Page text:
Fiction Fundamentals – Clichés in Action Scenes

By Linda Adams

A cliché, in its strictest definition, is a timeworn phrase like “a stitch in time saves nine.” For fiction, it is something done too many times by too many writers. This includes action scenes, such as fights.

More than likely, these action clichés started in the movie theaters. With the advent of the serial in 1940′s and 1950′s America, movie audiences were treated to exciting scenes of heroines being tied to railroad tracks and heroes driving off cliffs. Each segment of the serial had to end with the hero in mortal danger so the kids would come back the next week. With the tremendous number of serials produced, they started repeating things. Thus, the action cliché was born.

So how do you avoid action clichés in your own writing?

Start by passing on anything you’ve seen on TV, film, or in popular books. Many writers use elements from other works simply because they are popular, concluding it will help sell the manuscript. But, because these scenes have been done before, these elements don’t offer the surprise of the unexpected or the thrill of danger. The reader already knows how it’s going to turn out.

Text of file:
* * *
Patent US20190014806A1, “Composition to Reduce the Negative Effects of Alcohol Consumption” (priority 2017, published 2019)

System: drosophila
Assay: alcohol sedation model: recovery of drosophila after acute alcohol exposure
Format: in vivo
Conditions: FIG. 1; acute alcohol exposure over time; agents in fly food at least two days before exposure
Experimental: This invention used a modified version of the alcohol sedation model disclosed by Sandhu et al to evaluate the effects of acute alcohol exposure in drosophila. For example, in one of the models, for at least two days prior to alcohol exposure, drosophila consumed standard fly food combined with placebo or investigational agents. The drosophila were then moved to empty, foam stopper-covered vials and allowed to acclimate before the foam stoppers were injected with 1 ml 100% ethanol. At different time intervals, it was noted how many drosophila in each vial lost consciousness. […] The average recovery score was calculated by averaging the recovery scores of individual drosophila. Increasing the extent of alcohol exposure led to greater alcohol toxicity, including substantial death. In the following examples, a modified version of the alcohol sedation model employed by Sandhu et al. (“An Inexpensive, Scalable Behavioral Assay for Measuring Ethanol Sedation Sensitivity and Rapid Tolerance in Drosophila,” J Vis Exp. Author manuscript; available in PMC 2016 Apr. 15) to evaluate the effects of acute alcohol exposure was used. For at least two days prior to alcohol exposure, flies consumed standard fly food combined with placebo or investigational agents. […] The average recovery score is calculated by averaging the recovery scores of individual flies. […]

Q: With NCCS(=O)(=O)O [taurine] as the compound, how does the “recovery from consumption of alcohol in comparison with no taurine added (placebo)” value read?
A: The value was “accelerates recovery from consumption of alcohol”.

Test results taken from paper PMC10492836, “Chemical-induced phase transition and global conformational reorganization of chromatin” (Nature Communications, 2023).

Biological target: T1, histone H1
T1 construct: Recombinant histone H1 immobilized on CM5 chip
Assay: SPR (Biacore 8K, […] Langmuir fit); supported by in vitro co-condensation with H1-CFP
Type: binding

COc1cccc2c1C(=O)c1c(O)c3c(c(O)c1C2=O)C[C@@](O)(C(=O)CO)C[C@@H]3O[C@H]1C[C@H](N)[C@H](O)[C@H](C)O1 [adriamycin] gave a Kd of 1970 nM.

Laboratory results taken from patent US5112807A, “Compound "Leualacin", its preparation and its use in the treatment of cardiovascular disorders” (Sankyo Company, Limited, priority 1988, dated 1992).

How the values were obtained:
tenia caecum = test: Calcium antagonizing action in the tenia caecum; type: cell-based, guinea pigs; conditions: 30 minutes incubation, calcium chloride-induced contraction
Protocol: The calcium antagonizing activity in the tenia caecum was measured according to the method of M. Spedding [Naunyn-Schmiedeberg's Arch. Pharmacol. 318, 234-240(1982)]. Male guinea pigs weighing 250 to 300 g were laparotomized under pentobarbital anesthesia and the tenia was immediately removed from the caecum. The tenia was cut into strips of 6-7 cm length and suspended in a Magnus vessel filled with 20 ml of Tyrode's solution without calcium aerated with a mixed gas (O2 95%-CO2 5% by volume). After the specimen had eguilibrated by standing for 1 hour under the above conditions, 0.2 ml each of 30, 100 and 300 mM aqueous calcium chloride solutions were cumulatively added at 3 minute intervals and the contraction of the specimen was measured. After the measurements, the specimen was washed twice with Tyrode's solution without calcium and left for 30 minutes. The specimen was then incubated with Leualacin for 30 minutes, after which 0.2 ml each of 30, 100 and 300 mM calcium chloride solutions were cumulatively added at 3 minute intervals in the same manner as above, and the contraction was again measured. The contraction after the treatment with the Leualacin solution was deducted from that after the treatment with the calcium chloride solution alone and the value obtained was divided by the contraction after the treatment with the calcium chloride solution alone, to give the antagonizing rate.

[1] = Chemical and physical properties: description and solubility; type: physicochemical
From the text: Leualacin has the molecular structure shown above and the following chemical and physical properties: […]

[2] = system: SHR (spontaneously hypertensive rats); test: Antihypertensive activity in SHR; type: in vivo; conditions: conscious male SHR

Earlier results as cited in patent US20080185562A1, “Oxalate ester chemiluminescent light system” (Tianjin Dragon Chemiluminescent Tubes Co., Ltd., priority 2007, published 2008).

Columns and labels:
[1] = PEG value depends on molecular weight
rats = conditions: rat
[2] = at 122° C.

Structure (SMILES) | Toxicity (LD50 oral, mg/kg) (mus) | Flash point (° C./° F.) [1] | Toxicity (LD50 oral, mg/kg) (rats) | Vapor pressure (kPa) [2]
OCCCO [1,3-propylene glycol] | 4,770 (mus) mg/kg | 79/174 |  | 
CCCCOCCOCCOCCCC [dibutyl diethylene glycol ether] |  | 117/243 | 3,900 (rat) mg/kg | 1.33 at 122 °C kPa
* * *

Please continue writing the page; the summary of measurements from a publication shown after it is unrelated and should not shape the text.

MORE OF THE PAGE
Instead, try incorporating your characterizations into the action scenes. Remember, your protagonist has skills, strengths, and weaknesses you can exploit. Foreshadow those elements repeatedly throughout the story so when the reader comes to the action scene, he is expecting complications. Then war-game the scene out, trying as many different scenarios as possible. What if the protagonist did this? What would happen? What could that lead to? What about the antagonist? What kinds of things affect how he reacts? The questions may lead you in interesting–and unexpected–directions.

Take the time to ask the questions and work out the action. You’ll have a scene that keeps the reader turning the pages to find out what happens next. After, wouldn’t you like to be the writer everyone else is imitating?

Copyright Linda Adams 2002


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